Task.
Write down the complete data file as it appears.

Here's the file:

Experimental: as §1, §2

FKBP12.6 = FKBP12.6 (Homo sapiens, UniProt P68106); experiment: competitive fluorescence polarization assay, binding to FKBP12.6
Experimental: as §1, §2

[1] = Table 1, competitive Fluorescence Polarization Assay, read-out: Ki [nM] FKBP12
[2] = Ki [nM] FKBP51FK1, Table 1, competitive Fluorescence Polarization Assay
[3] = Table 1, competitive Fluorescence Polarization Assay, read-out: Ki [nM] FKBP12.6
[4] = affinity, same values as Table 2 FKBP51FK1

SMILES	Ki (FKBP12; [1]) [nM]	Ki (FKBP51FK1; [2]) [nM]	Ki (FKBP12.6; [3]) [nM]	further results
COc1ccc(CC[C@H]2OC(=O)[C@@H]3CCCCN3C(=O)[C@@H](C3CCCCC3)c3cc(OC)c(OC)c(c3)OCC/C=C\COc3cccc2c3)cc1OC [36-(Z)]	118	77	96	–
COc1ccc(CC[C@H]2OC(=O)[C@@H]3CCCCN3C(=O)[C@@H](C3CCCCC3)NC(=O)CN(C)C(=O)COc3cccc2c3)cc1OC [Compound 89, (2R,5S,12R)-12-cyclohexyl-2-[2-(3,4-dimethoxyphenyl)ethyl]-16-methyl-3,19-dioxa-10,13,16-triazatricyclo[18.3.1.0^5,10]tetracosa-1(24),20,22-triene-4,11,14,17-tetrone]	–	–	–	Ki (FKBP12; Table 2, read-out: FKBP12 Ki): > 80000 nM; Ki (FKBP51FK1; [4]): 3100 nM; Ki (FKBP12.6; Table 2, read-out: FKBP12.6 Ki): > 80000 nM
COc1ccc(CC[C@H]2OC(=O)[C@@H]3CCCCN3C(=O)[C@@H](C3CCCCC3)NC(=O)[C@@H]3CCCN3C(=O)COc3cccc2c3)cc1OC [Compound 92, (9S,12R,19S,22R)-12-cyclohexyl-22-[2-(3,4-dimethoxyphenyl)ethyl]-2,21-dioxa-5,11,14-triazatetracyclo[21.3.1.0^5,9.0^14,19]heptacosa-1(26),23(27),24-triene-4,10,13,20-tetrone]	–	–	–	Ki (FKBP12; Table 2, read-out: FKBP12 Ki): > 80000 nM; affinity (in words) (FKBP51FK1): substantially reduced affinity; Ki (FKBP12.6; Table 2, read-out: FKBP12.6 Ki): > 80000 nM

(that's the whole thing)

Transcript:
Experimental: as §1, §2

FKBP12.6 = FKBP12.6 (Homo sapiens, UniProt P68106); experiment: competitive fluorescence polarization assay, binding to FKBP12.6
Experimental: as §1, §2

[1] = Table 1, competitive Fluorescence Polarization Assay, read-out: Ki [nM] FKBP12
[2] = Ki [nM] FKBP51FK1, Table 1, competitive Fluorescence Polarization Assay
[3] = Table 1, competitive Fluorescence Polarization Assay, read-out: Ki [nM] FKBP12.6
[4] = affinity, same values as Table 2 FKBP51FK1

SMILES	Ki (FKBP12; [1]) [nM]	Ki (FKBP51FK1; [2]) [nM]	Ki (FKBP12.6; [3]) [nM]	further results
COc1ccc(CC[C@H]2OC(=O)[C@@H]3CCCCN3C(=O)[C@@H](C3CCCCC3)c3cc(OC)c(OC)c(c3)OCC/C=C\COc3cccc2c3)cc1OC [36-(Z)]	118	77	96	–
COc1ccc(CC[C@H]2OC(=O)[C@@H]3CCCCN3C(=O)[C@@H](C3CCCCC3)NC(=O)CN(C)C(=O)COc3cccc2c3)cc1OC [Compound 89, (2R,5S,12R)-12-cyclohexyl-2-[2-(3,4-dimethoxyphenyl)ethyl]-16-methyl-3,19-dioxa-10,13,16-triazatricyclo[18.3.1.0^5,10]tetracosa-1(24),20,22-triene-4,11,14,17-tetrone]	–	–	–	Ki (FKBP12; Table 2, read-out: FKBP12 Ki): > 80000 nM; Ki (FKBP51FK1; [4]): 3100 nM; Ki (FKBP12.6; Table 2, read-out: FKBP12.6 Ki): > 80000 nM
COc1ccc(CC[C@H]2OC(=O)[C@@H]3CCCCN3C(=O)[C@@H](C3CCCCC3)NC(=O)[C@@H]3CCCN3C(=O)COc3cccc2c3)cc1OC [Compound 92, (9S,12R,19S,22R)-12-cyclohexyl-22-[2-(3,4-dimethoxyphenyl)ethyl]-2,21-dioxa-5,11,14-triazatetracyclo[21.3.1.0^5,9.0^14,19]heptacosa-1(26),23(27),24-triene-4,10,13,20-tetrone]	–	–	–	Ki (FKBP12; Table 2, read-out: FKBP12 Ki): > 80000 nM; affinity (in words) (FKBP51FK1): substantially reduced affinity; Ki (FKBP12.6; Table 2, read-out: FKBP12.6 Ki): > 80000 nM